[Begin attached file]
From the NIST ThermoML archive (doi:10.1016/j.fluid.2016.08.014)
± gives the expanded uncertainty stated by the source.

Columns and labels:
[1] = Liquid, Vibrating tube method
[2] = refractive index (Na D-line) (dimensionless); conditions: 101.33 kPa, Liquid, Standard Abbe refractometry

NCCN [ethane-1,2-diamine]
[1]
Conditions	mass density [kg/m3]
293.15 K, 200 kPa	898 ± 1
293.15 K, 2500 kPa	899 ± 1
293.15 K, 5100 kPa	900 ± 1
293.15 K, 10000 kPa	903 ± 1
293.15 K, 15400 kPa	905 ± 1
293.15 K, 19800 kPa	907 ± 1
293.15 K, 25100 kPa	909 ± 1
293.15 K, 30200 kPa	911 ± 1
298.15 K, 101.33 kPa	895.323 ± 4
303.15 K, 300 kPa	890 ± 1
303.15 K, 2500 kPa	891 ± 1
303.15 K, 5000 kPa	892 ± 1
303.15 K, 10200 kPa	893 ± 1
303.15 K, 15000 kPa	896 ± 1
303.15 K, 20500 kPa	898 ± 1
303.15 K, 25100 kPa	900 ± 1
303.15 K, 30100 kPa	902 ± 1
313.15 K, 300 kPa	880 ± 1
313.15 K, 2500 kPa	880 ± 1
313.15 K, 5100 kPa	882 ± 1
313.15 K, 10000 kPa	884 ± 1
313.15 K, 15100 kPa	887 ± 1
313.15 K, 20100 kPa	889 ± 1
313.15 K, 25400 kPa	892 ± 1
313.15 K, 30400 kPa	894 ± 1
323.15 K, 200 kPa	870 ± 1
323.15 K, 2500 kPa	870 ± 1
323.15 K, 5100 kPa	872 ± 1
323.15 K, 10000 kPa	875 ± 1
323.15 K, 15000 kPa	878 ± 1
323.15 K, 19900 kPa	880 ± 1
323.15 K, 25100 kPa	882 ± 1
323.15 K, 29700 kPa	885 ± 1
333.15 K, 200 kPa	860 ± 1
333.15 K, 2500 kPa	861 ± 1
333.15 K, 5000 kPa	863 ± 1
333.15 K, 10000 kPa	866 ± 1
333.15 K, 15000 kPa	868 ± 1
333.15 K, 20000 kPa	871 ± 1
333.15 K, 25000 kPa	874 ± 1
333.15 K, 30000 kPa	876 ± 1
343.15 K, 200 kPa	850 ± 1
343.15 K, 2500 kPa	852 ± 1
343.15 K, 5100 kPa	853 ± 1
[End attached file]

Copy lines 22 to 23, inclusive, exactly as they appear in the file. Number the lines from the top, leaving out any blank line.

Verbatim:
303.15 K, 15000 kPa	896 ± 1
303.15 K, 20500 kPa	898 ± 1